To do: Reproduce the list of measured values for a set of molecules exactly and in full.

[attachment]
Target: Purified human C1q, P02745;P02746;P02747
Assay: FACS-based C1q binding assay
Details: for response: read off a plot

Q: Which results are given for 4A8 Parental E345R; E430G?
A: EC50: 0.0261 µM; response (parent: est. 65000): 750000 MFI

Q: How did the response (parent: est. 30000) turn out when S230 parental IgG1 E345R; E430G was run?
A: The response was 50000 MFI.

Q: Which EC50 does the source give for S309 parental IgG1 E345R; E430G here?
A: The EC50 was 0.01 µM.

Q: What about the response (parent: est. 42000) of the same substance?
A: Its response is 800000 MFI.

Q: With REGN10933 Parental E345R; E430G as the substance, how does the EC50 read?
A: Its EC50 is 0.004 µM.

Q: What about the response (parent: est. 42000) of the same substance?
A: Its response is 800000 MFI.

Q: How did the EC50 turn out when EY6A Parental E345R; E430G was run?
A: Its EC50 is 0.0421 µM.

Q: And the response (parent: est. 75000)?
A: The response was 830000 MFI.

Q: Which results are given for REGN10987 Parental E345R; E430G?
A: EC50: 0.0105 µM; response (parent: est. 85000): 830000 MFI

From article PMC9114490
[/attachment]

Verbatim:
Target: Purified human C1q, P02745;P02746;P02747
Assay: FACS-based C1q binding assay
Details: for response: read off a plot

Q: Which results are given for 4A8 Parental E345R; E430G?
A: EC50: 0.0261 µM; response (parent: est. 65000): 750000 MFI

Q: How did the response (parent: est. 30000) turn out when S230 parental IgG1 E345R; E430G was run?
A: The response was 50000 MFI.

Q: Which EC50 does the source give for S309 parental IgG1 E345R; E430G here?
A: The EC50 was 0.01 µM.

Q: What about the response (parent: est. 42000) of the same substance?
A: Its response is 800000 MFI.

Q: With REGN10933 Parental E345R; E430G as the substance, how does the EC50 read?
A: Its EC50 is 0.004 µM.

Q: What about the response (parent: est. 42000) of the same substance?
A: Its response is 800000 MFI.

Q: How did the EC50 turn out when EY6A Parental E345R; E430G was run?
A: Its EC50 is 0.0421 µM.

Q: And the response (parent: est. 75000)?
A: The response was 830000 MFI.

Q: Which results are given for REGN10987 Parental E345R; E430G?
A: EC50: 0.0105 µM; response (parent: est. 85000): 830000 MFI

From article PMC9114490